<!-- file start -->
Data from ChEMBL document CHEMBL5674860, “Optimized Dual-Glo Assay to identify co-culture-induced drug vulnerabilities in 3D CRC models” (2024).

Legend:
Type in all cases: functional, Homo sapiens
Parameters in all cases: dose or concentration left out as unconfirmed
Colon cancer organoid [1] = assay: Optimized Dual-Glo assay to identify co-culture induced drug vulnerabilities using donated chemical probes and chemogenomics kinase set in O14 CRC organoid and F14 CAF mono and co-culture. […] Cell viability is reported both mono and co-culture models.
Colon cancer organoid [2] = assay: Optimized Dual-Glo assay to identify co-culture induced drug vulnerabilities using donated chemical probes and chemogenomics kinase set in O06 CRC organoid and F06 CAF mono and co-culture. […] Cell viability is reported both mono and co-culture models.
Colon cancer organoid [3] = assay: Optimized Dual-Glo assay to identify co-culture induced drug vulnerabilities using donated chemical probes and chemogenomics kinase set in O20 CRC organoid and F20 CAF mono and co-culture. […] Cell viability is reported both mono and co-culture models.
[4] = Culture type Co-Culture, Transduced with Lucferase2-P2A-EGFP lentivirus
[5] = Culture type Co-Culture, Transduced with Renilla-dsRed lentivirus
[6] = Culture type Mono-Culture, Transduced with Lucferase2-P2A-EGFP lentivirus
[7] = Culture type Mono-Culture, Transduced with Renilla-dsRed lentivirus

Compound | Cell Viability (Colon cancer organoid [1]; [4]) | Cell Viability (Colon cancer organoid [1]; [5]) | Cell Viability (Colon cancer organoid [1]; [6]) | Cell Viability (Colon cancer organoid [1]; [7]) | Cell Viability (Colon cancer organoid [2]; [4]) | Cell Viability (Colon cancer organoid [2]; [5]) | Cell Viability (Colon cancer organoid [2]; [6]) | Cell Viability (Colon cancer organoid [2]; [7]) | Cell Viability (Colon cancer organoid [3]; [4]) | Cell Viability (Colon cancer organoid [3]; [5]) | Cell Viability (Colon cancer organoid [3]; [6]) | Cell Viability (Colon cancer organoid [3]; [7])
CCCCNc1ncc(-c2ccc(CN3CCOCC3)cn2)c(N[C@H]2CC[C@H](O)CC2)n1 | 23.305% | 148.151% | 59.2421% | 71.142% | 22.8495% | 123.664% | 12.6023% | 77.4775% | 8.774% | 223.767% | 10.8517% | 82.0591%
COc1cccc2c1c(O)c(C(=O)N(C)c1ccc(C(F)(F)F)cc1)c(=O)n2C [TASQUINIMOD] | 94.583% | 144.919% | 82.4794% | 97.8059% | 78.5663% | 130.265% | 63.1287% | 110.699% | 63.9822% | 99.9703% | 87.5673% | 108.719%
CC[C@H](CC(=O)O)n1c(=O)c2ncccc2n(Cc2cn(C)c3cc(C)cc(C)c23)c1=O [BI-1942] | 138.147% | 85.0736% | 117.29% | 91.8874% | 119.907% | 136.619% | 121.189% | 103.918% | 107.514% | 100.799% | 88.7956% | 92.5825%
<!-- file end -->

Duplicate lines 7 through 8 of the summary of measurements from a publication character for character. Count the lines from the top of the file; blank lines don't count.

Colon cancer organoid [3] = assay: Optimized Dual-Glo assay to identify co-culture induced drug vulnerabilities using donated chemical probes and chemogenomics kinase set in O20 CRC organoid and F20 CAF mono and co-culture. […] Cell viability is reported both mono and co-culture models.
[4] = Culture type Co-Culture, Transduced with Lucferase2-P2A-EGFP lentivirus